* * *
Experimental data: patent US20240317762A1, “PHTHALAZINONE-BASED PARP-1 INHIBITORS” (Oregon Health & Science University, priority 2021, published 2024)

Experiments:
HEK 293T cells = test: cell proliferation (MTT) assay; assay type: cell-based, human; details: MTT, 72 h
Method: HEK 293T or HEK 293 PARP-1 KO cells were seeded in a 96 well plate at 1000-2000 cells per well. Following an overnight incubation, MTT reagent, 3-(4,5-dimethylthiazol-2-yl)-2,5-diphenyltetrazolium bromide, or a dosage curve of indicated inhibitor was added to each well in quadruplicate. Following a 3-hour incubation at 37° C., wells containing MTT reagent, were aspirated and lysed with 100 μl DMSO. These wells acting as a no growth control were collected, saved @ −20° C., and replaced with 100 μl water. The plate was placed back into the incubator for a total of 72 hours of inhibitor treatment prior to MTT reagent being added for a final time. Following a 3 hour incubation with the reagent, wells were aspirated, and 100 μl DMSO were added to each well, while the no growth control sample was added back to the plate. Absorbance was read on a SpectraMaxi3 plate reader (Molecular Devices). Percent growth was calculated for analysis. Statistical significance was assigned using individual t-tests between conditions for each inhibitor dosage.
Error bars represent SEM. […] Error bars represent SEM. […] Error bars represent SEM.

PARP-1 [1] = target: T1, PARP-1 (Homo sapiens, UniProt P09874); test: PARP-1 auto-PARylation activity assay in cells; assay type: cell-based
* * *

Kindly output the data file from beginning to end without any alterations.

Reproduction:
Experimental data: patent US20240317762A1, “PHTHALAZINONE-BASED PARP-1 INHIBITORS” (Oregon Health & Science University, priority 2021, published 2024)

Experiments:
HEK 293T cells = test: cell proliferation (MTT) assay; assay type: cell-based, human; details: MTT, 72 h
Method: HEK 293T or HEK 293 PARP-1 KO cells were seeded in a 96 well plate at 1000-2000 cells per well. Following an overnight incubation, MTT reagent, 3-(4,5-dimethylthiazol-2-yl)-2,5-diphenyltetrazolium bromide, or a dosage curve of indicated inhibitor was added to each well in quadruplicate. Following a 3-hour incubation at 37° C., wells containing MTT reagent, were aspirated and lysed with 100 μl DMSO. These wells acting as a no growth control were collected, saved @ −20° C., and replaced with 100 μl water. The plate was placed back into the incubator for a total of 72 hours of inhibitor treatment prior to MTT reagent being added for a final time. Following a 3 hour incubation with the reagent, wells were aspirated, and 100 μl DMSO were added to each well, while the no growth control sample was added back to the plate. Absorbance was read on a SpectraMaxi3 plate reader (Molecular Devices). Percent growth was calculated for analysis. Statistical significance was assigned using individual t-tests between conditions for each inhibitor dosage.
Error bars represent SEM. […] Error bars represent SEM. […] Error bars represent SEM.

PARP-1 [1] = target: T1, PARP-1 (Homo sapiens, UniProt P09874); test: PARP-1 auto-PARylation activity assay in cells; assay type: cell-based